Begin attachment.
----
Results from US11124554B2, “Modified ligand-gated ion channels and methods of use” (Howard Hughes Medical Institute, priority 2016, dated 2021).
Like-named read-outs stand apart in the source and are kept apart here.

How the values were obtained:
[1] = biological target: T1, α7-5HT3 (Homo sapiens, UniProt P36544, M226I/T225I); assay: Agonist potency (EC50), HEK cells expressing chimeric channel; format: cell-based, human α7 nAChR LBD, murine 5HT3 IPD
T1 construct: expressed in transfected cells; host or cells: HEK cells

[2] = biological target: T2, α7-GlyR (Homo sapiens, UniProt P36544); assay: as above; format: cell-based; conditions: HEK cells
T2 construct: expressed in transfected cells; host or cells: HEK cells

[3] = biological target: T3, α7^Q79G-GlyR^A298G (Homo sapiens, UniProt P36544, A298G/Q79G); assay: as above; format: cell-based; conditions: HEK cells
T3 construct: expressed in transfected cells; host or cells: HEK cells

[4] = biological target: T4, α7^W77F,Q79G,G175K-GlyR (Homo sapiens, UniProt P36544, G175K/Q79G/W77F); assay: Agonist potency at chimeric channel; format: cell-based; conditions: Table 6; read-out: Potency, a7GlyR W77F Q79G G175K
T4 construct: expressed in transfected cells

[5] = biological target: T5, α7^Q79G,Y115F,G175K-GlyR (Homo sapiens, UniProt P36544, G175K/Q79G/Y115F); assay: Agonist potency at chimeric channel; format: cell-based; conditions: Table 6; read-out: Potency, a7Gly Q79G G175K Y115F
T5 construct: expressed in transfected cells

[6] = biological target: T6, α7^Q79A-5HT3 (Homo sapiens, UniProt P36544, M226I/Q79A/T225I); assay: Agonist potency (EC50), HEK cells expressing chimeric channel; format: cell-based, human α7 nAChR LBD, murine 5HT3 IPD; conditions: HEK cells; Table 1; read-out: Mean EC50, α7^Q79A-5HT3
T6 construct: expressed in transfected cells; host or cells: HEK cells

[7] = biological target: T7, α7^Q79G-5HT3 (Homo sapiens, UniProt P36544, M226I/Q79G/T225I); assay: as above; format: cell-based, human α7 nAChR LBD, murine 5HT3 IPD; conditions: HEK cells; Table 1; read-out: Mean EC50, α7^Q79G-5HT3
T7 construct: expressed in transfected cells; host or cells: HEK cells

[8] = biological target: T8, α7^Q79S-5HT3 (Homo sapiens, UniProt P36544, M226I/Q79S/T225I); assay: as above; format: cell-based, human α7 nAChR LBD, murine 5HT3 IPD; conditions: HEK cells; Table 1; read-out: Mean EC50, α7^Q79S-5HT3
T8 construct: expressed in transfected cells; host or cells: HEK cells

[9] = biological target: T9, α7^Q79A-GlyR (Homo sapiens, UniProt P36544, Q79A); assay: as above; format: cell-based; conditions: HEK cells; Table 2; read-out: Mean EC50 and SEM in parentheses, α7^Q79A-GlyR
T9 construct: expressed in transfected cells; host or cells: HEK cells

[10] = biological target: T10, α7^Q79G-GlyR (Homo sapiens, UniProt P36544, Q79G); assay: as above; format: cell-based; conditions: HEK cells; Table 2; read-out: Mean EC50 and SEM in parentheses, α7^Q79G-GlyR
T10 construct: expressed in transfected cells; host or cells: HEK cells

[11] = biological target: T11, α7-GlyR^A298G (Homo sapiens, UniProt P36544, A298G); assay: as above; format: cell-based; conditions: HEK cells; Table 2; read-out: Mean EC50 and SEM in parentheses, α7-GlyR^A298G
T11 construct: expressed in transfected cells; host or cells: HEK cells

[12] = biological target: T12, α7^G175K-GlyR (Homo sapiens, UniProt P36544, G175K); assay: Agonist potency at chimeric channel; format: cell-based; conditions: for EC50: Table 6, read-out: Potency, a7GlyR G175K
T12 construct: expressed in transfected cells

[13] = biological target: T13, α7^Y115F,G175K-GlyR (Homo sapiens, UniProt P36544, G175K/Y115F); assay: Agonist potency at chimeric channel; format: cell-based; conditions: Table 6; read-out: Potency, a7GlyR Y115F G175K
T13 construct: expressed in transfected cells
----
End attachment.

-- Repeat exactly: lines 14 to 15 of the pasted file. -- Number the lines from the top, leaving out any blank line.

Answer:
[6] = biological target: T6, α7^Q79A-5HT3 (Homo sapiens, UniProt P36544, M226I/Q79A/T225I); assay: Agonist potency (EC50), HEK cells expressing chimeric channel; format: cell-based, human α7 nAChR LBD, murine 5HT3 IPD; conditions: HEK cells; Table 1; read-out: Mean EC50, α7^Q79A-5HT3
T6 construct: expressed in transfected cells; host or cells: HEK cells